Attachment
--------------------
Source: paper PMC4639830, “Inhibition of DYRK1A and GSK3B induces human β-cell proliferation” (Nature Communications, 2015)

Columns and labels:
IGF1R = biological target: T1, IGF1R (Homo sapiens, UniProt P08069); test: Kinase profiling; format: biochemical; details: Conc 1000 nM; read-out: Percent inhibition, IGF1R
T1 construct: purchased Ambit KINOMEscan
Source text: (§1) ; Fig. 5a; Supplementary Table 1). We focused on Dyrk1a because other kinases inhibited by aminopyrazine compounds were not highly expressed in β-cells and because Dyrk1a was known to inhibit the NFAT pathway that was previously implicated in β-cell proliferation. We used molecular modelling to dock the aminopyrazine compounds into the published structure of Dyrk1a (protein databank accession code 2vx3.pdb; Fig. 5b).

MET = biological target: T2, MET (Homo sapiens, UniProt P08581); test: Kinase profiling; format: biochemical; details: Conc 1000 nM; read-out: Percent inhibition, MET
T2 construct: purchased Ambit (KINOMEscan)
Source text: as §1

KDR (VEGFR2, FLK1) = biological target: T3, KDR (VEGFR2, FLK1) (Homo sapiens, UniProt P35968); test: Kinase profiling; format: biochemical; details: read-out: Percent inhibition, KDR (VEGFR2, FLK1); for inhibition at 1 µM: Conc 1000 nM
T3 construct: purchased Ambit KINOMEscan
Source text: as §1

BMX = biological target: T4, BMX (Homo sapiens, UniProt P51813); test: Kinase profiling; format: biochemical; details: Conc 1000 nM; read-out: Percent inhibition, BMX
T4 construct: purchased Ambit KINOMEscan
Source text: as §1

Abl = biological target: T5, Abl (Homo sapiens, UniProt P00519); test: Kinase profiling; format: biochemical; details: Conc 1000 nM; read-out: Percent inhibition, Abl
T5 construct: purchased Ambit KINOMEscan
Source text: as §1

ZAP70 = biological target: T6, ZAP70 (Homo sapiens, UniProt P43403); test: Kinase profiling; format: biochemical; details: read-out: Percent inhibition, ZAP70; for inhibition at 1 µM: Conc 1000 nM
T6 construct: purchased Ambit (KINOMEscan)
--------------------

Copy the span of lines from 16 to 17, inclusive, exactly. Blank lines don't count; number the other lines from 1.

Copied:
T5 construct: purchased Ambit KINOMEscan
Source text: as §1